16. When responding to an opening bid with two four-card majors, respond 1H giving partner a chance to bid 1S. If partner doesn't bid 1S, assume partner does not have four spades and bid accordingly.


You hold: S. AJxx H. KQxx D. Jx C. xxx

Partner You

1D 1H

2C ?

Bid 2NT and limit your hand to 11-12 HCP. Do not bid 2S. Partner does not have four spades and bidding the ‘fourth suit’ has a special meaning. It is frequently used as an artificial force when no other rebid describes the hand.

17. When the opponents bid and support each other, and you have the jack or queen of their suit and are considering bidding, don’t count points for those honors. They are usually worthless.


18. When all your honor cards are in your two long suits, add one extra 'purity' point. Concentrated honor strength is more valuable than divided honor strength.


You hold: S. AKJxx H. KQxx D. xx C. xx


All of your honor cards are in your two long suits, so give yourself an extra point. Think of having 14 points. If partner supports either suit, your hand increases in value. If partner does not support either suit, your hand stays at 14 points.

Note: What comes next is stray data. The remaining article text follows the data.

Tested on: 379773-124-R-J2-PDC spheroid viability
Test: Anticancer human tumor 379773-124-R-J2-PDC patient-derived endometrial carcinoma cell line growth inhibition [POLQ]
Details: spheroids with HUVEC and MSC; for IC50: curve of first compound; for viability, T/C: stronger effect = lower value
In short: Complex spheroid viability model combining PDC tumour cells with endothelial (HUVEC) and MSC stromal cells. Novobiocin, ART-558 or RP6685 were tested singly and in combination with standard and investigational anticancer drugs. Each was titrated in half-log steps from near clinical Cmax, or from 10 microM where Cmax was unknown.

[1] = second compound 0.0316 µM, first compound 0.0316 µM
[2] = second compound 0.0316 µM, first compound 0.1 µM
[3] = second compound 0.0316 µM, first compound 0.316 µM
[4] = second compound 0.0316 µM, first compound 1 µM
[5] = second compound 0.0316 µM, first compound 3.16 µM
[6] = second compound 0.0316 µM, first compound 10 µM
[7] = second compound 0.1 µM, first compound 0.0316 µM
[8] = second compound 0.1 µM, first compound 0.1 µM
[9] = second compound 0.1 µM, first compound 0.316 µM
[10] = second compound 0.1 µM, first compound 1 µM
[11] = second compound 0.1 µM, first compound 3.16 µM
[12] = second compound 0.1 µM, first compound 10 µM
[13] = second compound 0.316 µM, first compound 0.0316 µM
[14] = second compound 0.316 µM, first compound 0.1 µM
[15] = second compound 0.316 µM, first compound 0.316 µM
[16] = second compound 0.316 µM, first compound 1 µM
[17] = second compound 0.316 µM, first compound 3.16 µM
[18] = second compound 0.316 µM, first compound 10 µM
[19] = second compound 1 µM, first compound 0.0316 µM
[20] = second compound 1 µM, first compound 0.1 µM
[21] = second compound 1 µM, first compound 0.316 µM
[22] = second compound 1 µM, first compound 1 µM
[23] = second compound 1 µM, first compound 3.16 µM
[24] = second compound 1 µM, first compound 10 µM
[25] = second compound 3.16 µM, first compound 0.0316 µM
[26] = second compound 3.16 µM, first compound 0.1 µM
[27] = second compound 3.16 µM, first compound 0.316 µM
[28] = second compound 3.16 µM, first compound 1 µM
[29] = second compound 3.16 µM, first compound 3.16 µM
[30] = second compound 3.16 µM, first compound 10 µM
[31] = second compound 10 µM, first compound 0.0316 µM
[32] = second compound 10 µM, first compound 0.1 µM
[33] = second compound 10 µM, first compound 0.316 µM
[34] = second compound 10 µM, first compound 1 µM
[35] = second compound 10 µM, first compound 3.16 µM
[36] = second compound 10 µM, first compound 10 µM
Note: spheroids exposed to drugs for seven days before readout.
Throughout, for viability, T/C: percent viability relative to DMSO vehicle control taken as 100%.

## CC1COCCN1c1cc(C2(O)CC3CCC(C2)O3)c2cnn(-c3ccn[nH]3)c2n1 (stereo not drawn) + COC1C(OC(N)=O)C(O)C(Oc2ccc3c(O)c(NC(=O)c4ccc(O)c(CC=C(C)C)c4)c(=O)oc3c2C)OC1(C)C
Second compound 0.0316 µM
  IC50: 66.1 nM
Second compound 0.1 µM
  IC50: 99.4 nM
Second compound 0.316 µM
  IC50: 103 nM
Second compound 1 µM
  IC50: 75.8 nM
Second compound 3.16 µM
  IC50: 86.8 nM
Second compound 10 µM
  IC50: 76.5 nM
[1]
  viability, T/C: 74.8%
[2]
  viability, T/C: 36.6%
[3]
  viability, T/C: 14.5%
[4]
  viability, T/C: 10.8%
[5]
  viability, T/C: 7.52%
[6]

19. When RHO uses Stayman and you have five or six clubs headed by three of the top five honors, double to alert partner you want a club lead against any eventual contract. Think of a double of an artificial bid as a length and strength showing lead directing penalty double.

You hold: S. xxx H. xx D. xxx C. AKJxx

West North East South

1NT Pass 2C ?

Double. Caution! ..Do not double with club length (Qxxxxx) unless you have the necessary honor strength to go with it.

20. You can also use a lead-directing double when the opponents use Blackwood. If the response to 4NT (or 5NT) is in a suit you want led, double! These doubles can be made with a strong three or four card suits. If you don’t double, partner will think you want another lead.


You hold: S. xx H. xxx D. KQ10 C. xxxxx


West North East South (you)

1S Pass 2H Pass

3S Pass 4S Pass

4NT Pass 5D ?

Double 5D to ask partner for a diamond lead against an eventual spade contract.

Tips 21-40 are defensive tips:


21. When leading partner’s supported suit, lead your highest card with three or four small headed by the 9 or lower. The lead of a low card in a supported suit shows an honor.


When leading partner’s unsupported suit, lead high from a doubleton but low from any three or four cards not headed by a sequence. With the ace, if you lead the suit, lead the ace.


22. If you lead the ace from AKx(x) against suit contracts: (1) The lead of the ace is a trick one convention only. After trick one, the king is led. (2) In a supported suit, or in any suit partner has bid, the king is led from the ace-king. Leading the ace in either of these situations, denies the king. (3) From AK doubleton, everything is reversed.